Yesterday, I finished my first Podcast. Let me tell you what I’ve learned.

Hi! My name is Fede Andino, and I’m, at work, a Culture Crafter. But outside work, I am also a University Professor and Researcher, as well as a Buddhist Teacher. One particular thing that I love to teach is the story of the 84 Mahasiddhas: a group of bizarre, funny, disruptive hindu and buddhist practitioners who broke down assumptions and inagurated a new style of practice: tantric buddhism and hinduism (which, to be honest, has nothing to do with the sex-obsessed new tantra taught in the west).

Usualy, since it’s a big story, composed of 84 mini-chapters or stories, it tends to be taught (by other and myself) in one of two ways: as a multi-day teaching, usually in a retreat setting or in an abbreviated, written form. I wanted to bring this story, which is funny, warm and profundly humane, in a more relaxed setting; the kind of thing that I would love to hear in this never-ending quarantine. Thus, I started a podcast this year.

Yesterday, Sep.17 I finished the Podcast. It was, surprisingly, kinda a hit in the spanish-speaking countries (let’s be honest: it’s also quite niche, so that helped) averganging 453 views per chapter (the most listened chapter has the record of plays at 4.112 at the time of writing).  The audience started low (near 10 people per chapter) and climbed to stability (1.391, with people listening from Argentina to Mali). This, of course, is small potatoes to really big Podcasts (not even compared to Joe Rogan; the most listened Podcasts in Argentina averange between ten times that volume) but, for someone who was doing his first attempt…it was surprisingly solid, at least to me. This was enough to Anchor (my publishing tool) to offer me a paid sponsorship program; Alas, living in Argentina I cannot access it, but it was a nice touch.

Having completed my goals, the feedback that I’ve got tells me that I will probably create another in a couple of months; meanwhile, I’ll also upload one-shots for requested Mahasiddhas which are not in the general list.

What I’ve learned? Well, a bunch of things:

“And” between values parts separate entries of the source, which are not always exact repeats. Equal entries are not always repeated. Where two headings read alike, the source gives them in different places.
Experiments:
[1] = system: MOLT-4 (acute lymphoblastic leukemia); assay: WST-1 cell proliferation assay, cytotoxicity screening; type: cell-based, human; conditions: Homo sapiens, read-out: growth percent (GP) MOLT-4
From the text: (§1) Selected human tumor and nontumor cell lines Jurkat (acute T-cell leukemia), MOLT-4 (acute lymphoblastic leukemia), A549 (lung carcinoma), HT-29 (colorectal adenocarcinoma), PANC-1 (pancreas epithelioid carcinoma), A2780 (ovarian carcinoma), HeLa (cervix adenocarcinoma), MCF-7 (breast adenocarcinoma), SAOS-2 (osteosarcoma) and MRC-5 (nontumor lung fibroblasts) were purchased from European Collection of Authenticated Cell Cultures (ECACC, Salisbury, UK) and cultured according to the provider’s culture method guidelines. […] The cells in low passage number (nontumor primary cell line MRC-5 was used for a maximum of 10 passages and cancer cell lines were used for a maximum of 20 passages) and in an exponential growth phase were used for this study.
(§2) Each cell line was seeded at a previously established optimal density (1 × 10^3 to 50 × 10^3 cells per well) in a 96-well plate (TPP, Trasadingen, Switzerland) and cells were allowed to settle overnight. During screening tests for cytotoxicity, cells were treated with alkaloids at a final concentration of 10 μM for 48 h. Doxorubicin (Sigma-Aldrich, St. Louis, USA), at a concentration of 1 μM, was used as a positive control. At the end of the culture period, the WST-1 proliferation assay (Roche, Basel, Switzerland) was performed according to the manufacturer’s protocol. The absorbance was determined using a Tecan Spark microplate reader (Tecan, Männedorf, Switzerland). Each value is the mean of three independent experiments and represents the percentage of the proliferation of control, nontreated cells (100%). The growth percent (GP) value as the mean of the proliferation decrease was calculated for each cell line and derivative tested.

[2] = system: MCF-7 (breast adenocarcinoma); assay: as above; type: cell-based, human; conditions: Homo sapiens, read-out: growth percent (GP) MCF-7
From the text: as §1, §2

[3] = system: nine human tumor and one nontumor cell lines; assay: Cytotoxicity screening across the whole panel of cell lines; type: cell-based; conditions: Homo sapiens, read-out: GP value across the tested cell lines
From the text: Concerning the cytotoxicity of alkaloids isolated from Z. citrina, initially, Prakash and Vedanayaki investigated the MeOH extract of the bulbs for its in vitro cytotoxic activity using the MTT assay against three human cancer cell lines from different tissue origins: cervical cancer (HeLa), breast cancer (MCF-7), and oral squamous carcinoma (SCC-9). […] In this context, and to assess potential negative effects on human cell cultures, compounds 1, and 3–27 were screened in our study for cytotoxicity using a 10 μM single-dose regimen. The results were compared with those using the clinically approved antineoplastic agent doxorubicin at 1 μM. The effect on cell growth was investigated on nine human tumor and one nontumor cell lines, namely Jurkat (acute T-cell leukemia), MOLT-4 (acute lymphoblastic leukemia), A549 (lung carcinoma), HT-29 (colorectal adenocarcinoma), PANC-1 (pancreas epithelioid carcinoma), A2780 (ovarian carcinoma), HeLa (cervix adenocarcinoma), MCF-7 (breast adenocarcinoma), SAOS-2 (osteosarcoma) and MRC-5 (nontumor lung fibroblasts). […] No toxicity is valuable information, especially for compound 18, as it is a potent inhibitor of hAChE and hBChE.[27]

• First, I read some books and courses for Podcasting. Bar none, the most useful in my opinion is Amanda Mayo’s Podcasting ( – a very useful how-to guide, from idea to podcast
  • The main investing should be geared towards a good microphone: the quality, from a simple headset mike to a Yeti condenser was incredible (
  • Audio mixing: I used Audacity quite successfully; you don’t need expensive software for a podcast.
  • Niche is king: as much as you can laser-focus your podcast, you’ll reap benefits in the same amount
  • On a not-so known path: there’s a lot of discussion here in Argentina, in academic circles, about the use of gender-inclusive language. The main consensus is that it helps visibilize inequalities, but it is a hot-topic for conservatives. I received a lot (I mean a lot) of well-meant “advice” on the topic, that I should not include it in order to broaden my reach. While I respect the “advice” (and the insults/threats from more overtly concerned people) I think that a very important differentiatior is the authenticity of your voice: since I use it in daily talk I included, which helped solidify loyalty and build the audience
  • When I started, I tended to do one story per episode. But since stories vary a lot in content (some are long and detailed, some you can tell in two minutes) I wrestled with adapting the format a quarter of a way in. I finally adapted (thinking the Agile way) and was rewarded by a climb in audience

So, to recap my Lessons Learned: Be niche, invest in a good mike, be authentic and agile.

Is there any other thing that you might think it helps? I would love to learn, if that’s the case


PS: If you’re curious about it, I’ve made a Spotify list with the episodes. Warning: it is Spanish only.

Please note: I reserve the right to delete comments that are offensive or off-topic.

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